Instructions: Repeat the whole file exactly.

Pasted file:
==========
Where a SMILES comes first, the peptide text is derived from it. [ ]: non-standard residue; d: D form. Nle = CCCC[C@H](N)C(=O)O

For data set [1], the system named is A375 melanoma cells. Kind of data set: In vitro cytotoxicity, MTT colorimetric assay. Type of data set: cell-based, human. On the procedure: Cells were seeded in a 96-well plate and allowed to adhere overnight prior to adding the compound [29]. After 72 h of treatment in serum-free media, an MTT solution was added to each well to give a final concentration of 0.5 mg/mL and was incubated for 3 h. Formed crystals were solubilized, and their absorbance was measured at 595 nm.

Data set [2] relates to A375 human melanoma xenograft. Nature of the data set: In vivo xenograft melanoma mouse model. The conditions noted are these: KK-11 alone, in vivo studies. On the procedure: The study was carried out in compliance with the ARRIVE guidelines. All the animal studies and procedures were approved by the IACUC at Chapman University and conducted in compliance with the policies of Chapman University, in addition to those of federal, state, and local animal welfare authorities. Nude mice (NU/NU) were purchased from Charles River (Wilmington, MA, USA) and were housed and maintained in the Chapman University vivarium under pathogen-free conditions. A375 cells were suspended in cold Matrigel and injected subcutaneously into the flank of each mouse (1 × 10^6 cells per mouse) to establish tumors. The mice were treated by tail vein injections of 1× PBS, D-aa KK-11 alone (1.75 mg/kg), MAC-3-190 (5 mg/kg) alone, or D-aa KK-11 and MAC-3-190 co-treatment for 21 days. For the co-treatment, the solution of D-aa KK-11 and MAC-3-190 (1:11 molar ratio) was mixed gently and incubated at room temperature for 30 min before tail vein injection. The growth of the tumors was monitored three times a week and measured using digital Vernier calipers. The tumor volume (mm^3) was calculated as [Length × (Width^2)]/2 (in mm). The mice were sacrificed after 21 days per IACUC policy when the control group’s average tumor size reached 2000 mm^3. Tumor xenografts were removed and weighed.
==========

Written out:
Where a SMILES comes first, the peptide text is derived from it. [ ]: non-standard residue; d: D form. Nle = CCCC[C@H](N)C(=O)O

For data set [1], the system named is A375 melanoma cells. Kind of data set: In vitro cytotoxicity, MTT colorimetric assay. Type of data set: cell-based, human. On the procedure: Cells were seeded in a 96-well plate and allowed to adhere overnight prior to adding the compound [29]. After 72 h of treatment in serum-free media, an MTT solution was added to each well to give a final concentration of 0.5 mg/mL and was incubated for 3 h. Formed crystals were solubilized, and their absorbance was measured at 595 nm.

Data set [2] relates to A375 human melanoma xenograft. Nature of the data set: In vivo xenograft melanoma mouse model. The conditions noted are these: KK-11 alone, in vivo studies. On the procedure: The study was carried out in compliance with the ARRIVE guidelines. All the animal studies and procedures were approved by the IACUC at Chapman University and conducted in compliance with the policies of Chapman University, in addition to those of federal, state, and local animal welfare authorities. Nude mice (NU/NU) were purchased from Charles River (Wilmington, MA, USA) and were housed and maintained in the Chapman University vivarium under pathogen-free conditions. A375 cells were suspended in cold Matrigel and injected subcutaneously into the flank of each mouse (1 × 10^6 cells per mouse) to establish tumors. The mice were treated by tail vein injections of 1× PBS, D-aa KK-11 alone (1.75 mg/kg), MAC-3-190 (5 mg/kg) alone, or D-aa KK-11 and MAC-3-190 co-treatment for 21 days. For the co-treatment, the solution of D-aa KK-11 and MAC-3-190 (1:11 molar ratio) was mixed gently and incubated at room temperature for 30 min before tail vein injection. The growth of the tumors was monitored three times a week and measured using digital Vernier calipers. The tumor volume (mm^3) was calculated as [Length × (Width^2)]/2 (in mm). The mice were sacrificed after 21 days per IACUC policy when the control group’s average tumor size reached 2000 mm^3. Tumor xenografts were removed and weighed.